A Cup tip for the stock market
by Peter Switzer
The first is the mid-term elections in the US on Tuesday 2 November — Cup Day in Aussie parlance. The second is the expected quantitative easing or QE2 due on, you guessed it — Cup Day!
The golden cross
The third and final great omen is the arrival of the golden cross on the charts of technicians who watch 200-day moving averages, trends and many other weird and wonderful wriggly lines.
Gee, wouldn’t that be a wonderful omen tip for the Cup if there was a horse called Golden Cross or maybe colours with a golden cross? But I digress.
A golden cross happens when the 50-day moving average for an index such as the S&P 500 crosses above its 200-day moving average.
It technical terms it happens because share prices are moving quicker in the short-term compared to the average price movement in the long-term. This happened for the Dow Jones early in October.
"Historically, the market has performed better following these patterns than if you were to look at any random one, three or six-month period," Paul Hickey, co-founder of Bespoke Investment Group in the US told CNBC.
The kinds of six-month returns after a golden cross have been around 3.5 per cent and the strike rate to the positive is around 63 per cent.
Specifically, the average six-month return of the S&P 500 Index following a golden cross was 3.9 per cent from 1929 through 2010, while the S&P 500's average six-month return any other time was 3.1 per cent, according to Bespoke's research. The research also shows the six-month average return following the golden cross is positive 63 per cent of the time but the Nasdaq has an 83 per cent rise rate after a cross. But I like this fact the best — since 1972 the S&P 500 rose 11.9 per cent on average in the year after a golden cross. Other research contradicts this finding but even the critics say it is close to eight per cent, which is pretty damn good.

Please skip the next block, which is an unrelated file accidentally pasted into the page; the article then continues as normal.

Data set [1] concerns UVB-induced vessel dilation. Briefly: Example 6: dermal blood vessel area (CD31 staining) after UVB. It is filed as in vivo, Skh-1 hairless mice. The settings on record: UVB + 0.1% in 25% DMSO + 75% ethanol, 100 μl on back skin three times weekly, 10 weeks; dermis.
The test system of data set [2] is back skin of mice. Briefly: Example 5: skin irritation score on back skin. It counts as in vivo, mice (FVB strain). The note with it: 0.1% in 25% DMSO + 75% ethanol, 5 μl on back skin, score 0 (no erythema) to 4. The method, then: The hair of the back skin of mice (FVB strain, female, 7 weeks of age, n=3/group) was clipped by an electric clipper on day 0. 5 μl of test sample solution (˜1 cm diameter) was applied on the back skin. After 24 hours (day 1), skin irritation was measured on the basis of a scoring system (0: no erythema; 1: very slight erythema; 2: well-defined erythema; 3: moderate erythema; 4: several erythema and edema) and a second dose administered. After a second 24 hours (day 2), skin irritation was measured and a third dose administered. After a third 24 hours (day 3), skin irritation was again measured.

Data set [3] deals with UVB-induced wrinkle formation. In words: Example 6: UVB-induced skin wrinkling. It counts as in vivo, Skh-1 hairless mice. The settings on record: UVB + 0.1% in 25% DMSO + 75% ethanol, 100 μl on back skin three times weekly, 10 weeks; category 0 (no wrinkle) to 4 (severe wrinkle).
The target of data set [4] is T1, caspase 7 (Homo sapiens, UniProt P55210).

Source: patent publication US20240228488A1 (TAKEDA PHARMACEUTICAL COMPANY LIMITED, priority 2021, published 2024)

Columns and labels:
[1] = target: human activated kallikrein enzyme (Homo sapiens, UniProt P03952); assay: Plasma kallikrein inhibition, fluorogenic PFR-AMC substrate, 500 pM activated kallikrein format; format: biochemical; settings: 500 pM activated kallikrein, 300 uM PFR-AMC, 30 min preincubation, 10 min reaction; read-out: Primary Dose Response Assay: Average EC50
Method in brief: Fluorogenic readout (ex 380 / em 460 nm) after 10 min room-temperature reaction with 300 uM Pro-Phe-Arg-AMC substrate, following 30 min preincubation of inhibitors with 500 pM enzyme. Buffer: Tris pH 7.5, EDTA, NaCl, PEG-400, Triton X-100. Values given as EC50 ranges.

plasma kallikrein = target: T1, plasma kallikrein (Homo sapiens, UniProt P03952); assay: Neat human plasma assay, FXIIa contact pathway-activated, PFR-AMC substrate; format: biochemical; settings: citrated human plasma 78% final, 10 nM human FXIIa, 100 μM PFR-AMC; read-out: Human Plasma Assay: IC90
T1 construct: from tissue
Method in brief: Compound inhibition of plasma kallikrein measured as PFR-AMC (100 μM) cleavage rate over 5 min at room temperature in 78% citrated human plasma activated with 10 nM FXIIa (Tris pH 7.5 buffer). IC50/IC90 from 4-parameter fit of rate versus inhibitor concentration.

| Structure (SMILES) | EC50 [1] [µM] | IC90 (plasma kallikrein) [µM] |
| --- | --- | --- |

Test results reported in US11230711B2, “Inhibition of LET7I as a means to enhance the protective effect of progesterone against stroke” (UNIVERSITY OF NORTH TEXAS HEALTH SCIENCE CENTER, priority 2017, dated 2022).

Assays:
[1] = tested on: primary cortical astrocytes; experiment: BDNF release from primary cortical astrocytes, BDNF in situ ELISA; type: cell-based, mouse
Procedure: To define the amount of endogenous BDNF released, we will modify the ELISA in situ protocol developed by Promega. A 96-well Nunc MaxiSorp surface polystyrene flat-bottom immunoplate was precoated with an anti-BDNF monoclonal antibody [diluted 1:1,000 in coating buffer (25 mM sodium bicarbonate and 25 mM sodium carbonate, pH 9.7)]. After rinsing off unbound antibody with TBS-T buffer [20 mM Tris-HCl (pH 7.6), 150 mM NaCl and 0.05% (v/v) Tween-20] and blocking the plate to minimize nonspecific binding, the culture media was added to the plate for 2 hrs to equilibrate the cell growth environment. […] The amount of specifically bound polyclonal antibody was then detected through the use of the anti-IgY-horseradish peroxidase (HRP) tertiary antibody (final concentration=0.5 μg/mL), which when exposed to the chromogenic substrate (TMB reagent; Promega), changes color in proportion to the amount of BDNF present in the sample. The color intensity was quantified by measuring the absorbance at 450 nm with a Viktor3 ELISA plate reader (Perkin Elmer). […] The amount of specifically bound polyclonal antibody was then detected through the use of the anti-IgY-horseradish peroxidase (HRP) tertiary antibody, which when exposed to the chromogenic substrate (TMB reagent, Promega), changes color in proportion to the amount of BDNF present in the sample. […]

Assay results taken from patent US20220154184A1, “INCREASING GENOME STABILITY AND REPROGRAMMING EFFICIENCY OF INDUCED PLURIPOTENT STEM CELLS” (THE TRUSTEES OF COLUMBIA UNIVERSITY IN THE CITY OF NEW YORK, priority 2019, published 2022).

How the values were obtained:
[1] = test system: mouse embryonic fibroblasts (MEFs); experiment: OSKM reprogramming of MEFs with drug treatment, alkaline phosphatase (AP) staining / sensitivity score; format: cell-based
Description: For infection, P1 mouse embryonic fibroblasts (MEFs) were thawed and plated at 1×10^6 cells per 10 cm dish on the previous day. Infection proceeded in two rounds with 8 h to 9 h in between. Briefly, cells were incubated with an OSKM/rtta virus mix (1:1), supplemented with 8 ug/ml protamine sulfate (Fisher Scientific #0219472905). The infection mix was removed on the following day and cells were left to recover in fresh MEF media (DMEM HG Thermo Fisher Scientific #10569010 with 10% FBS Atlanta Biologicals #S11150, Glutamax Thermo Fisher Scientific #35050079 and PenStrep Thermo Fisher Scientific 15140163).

Look to history
On the mid-term elections, I have pointed out before that the market has gone up significantly 18 out of the past 19 times after the mid-term elections and the market jump has generally been significant.
Finally, there’s also history of the US Federal Reserve increasing the money supply in the second year after an election and that has partly explained why GDP as well as the stock market has spiked in the third year of a US presidency.
Of course these are just technical as well as historical reasons to believe in share prices but also US companies have been reporting pretty well. Since 1 October, 74 per cent of companies beat expectations, 26 per cent were below and none came in on market tips. Meanwhile the US Labour Department announced on Friday that unemployment had fallen in 23 states.
Putting the good news and omens together, it wouldn’t be shocking for an American to hear that there’s a precedence for an above average market result after Cup Day. So, you think about that. There could be a Cup tip in this final paragraph!
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Published on: Monday, October 25, 2010blog comments powered by Disqus